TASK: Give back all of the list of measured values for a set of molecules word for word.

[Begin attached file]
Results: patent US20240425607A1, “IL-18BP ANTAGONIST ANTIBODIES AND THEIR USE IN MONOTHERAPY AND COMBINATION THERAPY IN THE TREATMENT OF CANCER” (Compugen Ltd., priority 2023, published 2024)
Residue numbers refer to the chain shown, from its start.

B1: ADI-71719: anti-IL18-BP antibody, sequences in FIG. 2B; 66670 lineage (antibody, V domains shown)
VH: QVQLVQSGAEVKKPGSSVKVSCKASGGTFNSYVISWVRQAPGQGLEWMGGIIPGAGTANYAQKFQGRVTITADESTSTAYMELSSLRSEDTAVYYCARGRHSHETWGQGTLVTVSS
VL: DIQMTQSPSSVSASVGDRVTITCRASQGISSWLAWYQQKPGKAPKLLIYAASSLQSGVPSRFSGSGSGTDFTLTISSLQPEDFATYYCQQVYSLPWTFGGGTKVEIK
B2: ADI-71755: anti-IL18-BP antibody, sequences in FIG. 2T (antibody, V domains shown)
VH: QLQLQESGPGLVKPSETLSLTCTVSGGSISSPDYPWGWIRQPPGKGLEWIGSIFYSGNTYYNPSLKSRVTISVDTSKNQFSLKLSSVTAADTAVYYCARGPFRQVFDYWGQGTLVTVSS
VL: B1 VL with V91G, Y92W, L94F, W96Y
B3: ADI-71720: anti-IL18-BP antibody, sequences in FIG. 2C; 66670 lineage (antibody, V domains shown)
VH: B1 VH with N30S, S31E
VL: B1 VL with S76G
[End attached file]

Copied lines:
Results: patent US20240425607A1, “IL-18BP ANTAGONIST ANTIBODIES AND THEIR USE IN MONOTHERAPY AND COMBINATION THERAPY IN THE TREATMENT OF CANCER” (Compugen Ltd., priority 2023, published 2024)
Residue numbers refer to the chain shown, from its start.

B1: ADI-71719: anti-IL18-BP antibody, sequences in FIG. 2B; 66670 lineage (antibody, V domains shown)
VH: QVQLVQSGAEVKKPGSSVKVSCKASGGTFNSYVISWVRQAPGQGLEWMGGIIPGAGTANYAQKFQGRVTITADESTSTAYMELSSLRSEDTAVYYCARGRHSHETWGQGTLVTVSS
VL: DIQMTQSPSSVSASVGDRVTITCRASQGISSWLAWYQQKPGKAPKLLIYAASSLQSGVPSRFSGSGSGTDFTLTISSLQPEDFATYYCQQVYSLPWTFGGGTKVEIK
B2: ADI-71755: anti-IL18-BP antibody, sequences in FIG. 2T (antibody, V domains shown)
VH: QLQLQESGPGLVKPSETLSLTCTVSGGSISSPDYPWGWIRQPPGKGLEWIGSIFYSGNTYYNPSLKSRVTISVDTSKNQFSLKLSSVTAADTAVYYCARGPFRQVFDYWGQGTLVTVSS
VL: B1 VL with V91G, Y92W, L94F, W96Y
B3: ADI-71720: anti-IL18-BP antibody, sequences in FIG. 2C; 66670 lineage (antibody, V domains shown)
VH: B1 VH with N30S, S31E
VL: B1 VL with S76G